In essence, Milosevic argued that Kosovo was part of his state, and what happened there was his business. To the contrary, argued the leaders of NATO, a nation can no longer expect to terrorize its own people and get away with it; what happens in Kosovo (or East Timor, or Chechnya) affects all of us; we all have an interest in peace and stability, anywhere. But in truth the NATO leaders were—and remain—less than certain they want to enforce this new principle. Consider: when NATO threatened in October 1998 to bomb Yugoslavia for the first time over Kosovo, every one of its then 16 members resisted the idea, as did the U.N. Security Council. As a U.S. administration official said back then, "The Chinese didn't like it because of Tibet. The Russians hated it because of Chechnya. France and Spain have Corsica and the Basques. No one liked it, but in the end we were able to rationalize it because [Kosovo] was not considered a precedent." Yet somehow it has become one.

The struggle between sovereignty and globalism can also be seen in the dual faces that national leaders present to the world. In China, President Jiang Zemin plays the Western-suited internationalist one week, bantering with Bill Clinton at an Asia-Pacific Economic Cooperation summit, agreeing to restart talks on joining the World Trade Organization. Two weeks later Jiang appears as a Mao-suited nationalist standing atop the Crimson Gate in Tiananmen Square, inveighing against U.S. hegemony. In Russia, Boris Yeltsin preaches peace and partnership with his "good friend" Clinton—then directs his newly chosen prime minister, Vladimir Putin, to brutally crush Chechen and Dagestani rebels in defiance of Washington. In Britain, the Conservative Party proclaims that it wants a European Union in which goods, services and people can move freely—so long as the rules of the Union do not limit Britain's ability to conduct its economic affairs as it sees fit. In the United States, politicians routinely proclaim the virtues of American "global leadership"—then turn on a dime and display an utter lack of regard for the rest of the globe. In late October, for example, a majority of senators warned of grave international consequences if the Comprehensive Test Ban Treaty were voted down. But days later a majority of senators did just that, hence disavowing a policy to which the United States had been committed for more than 40 years.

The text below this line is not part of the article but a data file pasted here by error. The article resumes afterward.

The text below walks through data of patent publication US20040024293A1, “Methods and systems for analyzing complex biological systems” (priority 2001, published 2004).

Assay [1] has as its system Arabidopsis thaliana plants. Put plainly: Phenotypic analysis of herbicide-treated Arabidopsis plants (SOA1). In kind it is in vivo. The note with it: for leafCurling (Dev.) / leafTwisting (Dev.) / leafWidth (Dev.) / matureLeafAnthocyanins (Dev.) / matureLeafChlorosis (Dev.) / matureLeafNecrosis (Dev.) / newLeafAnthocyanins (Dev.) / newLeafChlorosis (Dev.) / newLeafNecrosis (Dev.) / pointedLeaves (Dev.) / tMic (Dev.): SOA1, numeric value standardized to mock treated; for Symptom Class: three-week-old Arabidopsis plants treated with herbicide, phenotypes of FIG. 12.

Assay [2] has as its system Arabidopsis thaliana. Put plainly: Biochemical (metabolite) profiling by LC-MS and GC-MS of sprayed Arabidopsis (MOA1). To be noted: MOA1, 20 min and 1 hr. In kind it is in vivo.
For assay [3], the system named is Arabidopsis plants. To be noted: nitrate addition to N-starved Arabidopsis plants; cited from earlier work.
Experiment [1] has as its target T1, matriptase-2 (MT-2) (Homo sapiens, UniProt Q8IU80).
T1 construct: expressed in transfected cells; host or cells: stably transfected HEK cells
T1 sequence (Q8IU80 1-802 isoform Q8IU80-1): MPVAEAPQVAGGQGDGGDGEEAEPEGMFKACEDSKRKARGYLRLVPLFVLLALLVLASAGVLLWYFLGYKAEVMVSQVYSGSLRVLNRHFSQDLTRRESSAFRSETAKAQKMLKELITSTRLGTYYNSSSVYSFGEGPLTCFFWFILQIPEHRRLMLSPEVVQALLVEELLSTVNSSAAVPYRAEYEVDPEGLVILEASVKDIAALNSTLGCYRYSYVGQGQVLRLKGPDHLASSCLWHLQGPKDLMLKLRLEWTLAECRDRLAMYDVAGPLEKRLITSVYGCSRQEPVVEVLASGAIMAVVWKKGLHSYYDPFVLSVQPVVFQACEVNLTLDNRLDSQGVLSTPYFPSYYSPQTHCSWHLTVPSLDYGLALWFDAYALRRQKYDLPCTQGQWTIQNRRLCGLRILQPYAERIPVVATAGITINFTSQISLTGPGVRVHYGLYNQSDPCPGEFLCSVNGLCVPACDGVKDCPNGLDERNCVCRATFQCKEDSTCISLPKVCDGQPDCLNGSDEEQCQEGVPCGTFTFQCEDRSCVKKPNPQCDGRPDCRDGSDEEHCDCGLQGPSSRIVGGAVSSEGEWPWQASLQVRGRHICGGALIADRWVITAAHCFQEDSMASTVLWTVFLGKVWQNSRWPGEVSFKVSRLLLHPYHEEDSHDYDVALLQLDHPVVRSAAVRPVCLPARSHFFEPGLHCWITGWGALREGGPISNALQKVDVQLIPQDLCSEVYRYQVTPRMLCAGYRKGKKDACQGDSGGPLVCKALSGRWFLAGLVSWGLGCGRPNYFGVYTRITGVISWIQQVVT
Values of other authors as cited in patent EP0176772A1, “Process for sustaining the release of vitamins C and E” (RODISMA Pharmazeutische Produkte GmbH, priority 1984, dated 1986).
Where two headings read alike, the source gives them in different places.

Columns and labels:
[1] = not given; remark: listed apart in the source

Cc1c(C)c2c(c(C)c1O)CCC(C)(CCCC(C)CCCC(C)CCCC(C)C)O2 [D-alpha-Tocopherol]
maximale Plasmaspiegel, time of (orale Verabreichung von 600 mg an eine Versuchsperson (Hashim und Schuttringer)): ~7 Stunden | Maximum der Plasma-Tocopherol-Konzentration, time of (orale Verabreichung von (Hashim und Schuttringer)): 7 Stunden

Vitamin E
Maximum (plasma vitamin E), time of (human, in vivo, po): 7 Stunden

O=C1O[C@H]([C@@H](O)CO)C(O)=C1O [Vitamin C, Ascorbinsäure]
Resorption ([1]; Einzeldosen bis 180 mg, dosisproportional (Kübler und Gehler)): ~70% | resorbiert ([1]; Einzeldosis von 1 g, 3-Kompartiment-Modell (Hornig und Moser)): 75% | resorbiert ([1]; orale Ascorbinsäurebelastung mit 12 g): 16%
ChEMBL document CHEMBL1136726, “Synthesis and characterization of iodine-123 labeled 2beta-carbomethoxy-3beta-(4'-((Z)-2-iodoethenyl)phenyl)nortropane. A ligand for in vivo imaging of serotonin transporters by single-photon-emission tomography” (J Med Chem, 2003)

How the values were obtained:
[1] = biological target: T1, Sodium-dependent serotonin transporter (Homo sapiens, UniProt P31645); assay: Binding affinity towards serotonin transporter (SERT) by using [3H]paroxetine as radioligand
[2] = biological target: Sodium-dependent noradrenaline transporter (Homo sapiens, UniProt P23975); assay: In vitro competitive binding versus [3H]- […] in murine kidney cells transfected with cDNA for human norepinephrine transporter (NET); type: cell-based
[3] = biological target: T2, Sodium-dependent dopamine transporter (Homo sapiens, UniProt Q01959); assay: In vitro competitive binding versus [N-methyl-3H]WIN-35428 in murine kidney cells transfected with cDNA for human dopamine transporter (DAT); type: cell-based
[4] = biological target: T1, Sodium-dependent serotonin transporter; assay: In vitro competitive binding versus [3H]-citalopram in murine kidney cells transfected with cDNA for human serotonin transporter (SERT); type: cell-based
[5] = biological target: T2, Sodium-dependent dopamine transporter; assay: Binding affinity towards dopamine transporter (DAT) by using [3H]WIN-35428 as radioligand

It doesn't help that several major threats to sovereignty have cropped up within very short order. The 1990s began, remember, with a classic defense of the nation-state—the war against Iraq after its invasion of Kuwait. The decade is ending, by contrast, with a multilayered assault on the very idea of the nation-state. There is, first, the newly cyberpowered global financial system, which can shift currencies around at the click of a mouse, and the disruption to traditional markets posed by e-commerce. Next there is the worldwide reach of the electronic media, which bring atrocities from far away into comfortable living rooms in the developed world. Without television or the Internet, how many Americans or West Europeans would have known where East Timor is, much less been concerned about the fate of its people?

No less profound a change is epitomized by the European Monetary Union. By adopting the euro as their currency, the 11 members of Euroland (with more states certain to join) have willingly ceded a significant part of their power to make economic policy to a supranational institution. No other regional trading bloc has come close to that kind of arrangement, and none looks likely to any time soon; still, from Mercosur in the southern cone of Latin America to the nations of Southeast Asia, clusters of nations recognize that in the modern world, economic sovereignty is something of an anachronism.